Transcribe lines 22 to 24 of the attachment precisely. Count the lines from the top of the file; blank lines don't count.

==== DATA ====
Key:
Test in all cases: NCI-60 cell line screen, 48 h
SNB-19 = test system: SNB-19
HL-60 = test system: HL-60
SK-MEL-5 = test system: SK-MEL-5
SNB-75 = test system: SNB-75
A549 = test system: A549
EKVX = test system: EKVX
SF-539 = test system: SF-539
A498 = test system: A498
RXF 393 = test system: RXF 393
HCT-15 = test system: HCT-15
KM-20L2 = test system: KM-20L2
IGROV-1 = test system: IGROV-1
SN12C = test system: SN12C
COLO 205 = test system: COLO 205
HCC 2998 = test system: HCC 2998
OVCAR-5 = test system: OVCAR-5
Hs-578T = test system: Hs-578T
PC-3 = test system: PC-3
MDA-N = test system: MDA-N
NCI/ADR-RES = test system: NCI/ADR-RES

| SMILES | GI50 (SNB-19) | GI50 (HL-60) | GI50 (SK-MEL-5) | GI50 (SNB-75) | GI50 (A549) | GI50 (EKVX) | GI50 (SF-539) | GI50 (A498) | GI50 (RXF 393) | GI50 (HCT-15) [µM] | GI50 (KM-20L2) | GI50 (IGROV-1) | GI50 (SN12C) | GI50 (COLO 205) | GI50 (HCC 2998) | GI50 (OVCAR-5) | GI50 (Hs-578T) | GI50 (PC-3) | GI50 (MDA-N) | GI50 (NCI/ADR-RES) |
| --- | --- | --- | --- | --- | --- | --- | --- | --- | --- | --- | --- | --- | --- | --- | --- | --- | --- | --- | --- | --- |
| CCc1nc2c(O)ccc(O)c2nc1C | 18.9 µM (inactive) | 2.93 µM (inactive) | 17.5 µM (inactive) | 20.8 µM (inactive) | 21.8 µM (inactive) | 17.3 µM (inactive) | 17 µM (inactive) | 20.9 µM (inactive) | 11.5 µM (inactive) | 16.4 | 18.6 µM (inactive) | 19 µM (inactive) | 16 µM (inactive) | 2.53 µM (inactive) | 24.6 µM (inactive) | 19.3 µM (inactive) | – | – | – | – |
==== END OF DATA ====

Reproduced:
NCI/ADR-RES = test system: NCI/ADR-RES

| SMILES | GI50 (SNB-19) | GI50 (HL-60) | GI50 (SK-MEL-5) | GI50 (SNB-75) | GI50 (A549) | GI50 (EKVX) | GI50 (SF-539) | GI50 (A498) | GI50 (RXF 393) | GI50 (HCT-15) [µM] | GI50 (KM-20L2) | GI50 (IGROV-1) | GI50 (SN12C) | GI50 (COLO 205) | GI50 (HCC 2998) | GI50 (OVCAR-5) | GI50 (Hs-578T) | GI50 (PC-3) | GI50 (MDA-N) | GI50 (NCI/ADR-RES) |
| --- | --- | --- | --- | --- | --- | --- | --- | --- | --- | --- | --- | --- | --- | --- | --- | --- | --- | --- | --- | --- |